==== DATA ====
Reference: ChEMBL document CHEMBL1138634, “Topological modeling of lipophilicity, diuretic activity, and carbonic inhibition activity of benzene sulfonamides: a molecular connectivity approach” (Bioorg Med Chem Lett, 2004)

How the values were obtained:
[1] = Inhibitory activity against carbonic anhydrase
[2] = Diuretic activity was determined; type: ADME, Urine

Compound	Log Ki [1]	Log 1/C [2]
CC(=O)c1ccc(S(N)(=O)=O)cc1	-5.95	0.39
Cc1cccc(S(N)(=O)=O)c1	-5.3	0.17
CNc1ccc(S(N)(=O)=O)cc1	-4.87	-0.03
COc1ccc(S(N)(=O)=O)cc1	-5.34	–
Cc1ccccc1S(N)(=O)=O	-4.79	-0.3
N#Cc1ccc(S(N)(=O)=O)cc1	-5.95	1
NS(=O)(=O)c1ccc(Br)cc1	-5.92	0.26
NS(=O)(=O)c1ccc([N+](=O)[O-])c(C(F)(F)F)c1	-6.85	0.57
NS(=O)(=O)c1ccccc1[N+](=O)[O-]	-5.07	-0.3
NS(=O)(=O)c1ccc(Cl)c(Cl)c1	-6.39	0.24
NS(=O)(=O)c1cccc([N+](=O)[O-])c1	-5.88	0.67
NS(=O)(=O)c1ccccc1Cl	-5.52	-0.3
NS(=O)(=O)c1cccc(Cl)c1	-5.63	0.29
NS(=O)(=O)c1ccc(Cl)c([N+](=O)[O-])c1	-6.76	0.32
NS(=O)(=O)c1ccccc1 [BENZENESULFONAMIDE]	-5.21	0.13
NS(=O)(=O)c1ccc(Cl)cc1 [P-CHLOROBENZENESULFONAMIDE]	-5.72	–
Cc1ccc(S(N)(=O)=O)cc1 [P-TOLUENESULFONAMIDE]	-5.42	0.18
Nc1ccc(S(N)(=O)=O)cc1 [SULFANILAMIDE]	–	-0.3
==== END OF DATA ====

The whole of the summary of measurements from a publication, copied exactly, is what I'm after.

Reference: ChEMBL document CHEMBL1138634, “Topological modeling of lipophilicity, diuretic activity, and carbonic inhibition activity of benzene sulfonamides: a molecular connectivity approach” (Bioorg Med Chem Lett, 2004)

How the values were obtained:
[1] = Inhibitory activity against carbonic anhydrase
[2] = Diuretic activity was determined; type: ADME, Urine

Compound	Log Ki [1]	Log 1/C [2]
CC(=O)c1ccc(S(N)(=O)=O)cc1	-5.95	0.39
Cc1cccc(S(N)(=O)=O)c1	-5.3	0.17
CNc1ccc(S(N)(=O)=O)cc1	-4.87	-0.03
COc1ccc(S(N)(=O)=O)cc1	-5.34	–
Cc1ccccc1S(N)(=O)=O	-4.79	-0.3
N#Cc1ccc(S(N)(=O)=O)cc1	-5.95	1
NS(=O)(=O)c1ccc(Br)cc1	-5.92	0.26
NS(=O)(=O)c1ccc([N+](=O)[O-])c(C(F)(F)F)c1	-6.85	0.57
NS(=O)(=O)c1ccccc1[N+](=O)[O-]	-5.07	-0.3
NS(=O)(=O)c1ccc(Cl)c(Cl)c1	-6.39	0.24
NS(=O)(=O)c1cccc([N+](=O)[O-])c1	-5.88	0.67
NS(=O)(=O)c1ccccc1Cl	-5.52	-0.3
NS(=O)(=O)c1cccc(Cl)c1	-5.63	0.29
NS(=O)(=O)c1ccc(Cl)c([N+](=O)[O-])c1	-6.76	0.32
NS(=O)(=O)c1ccccc1 [BENZENESULFONAMIDE]	-5.21	0.13
NS(=O)(=O)c1ccc(Cl)cc1 [P-CHLOROBENZENESULFONAMIDE]	-5.72	–
Cc1ccc(S(N)(=O)=O)cc1 [P-TOLUENESULFONAMIDE]	-5.42	0.18
Nc1ccc(S(N)(=O)=O)cc1 [SULFANILAMIDE]	–	-0.3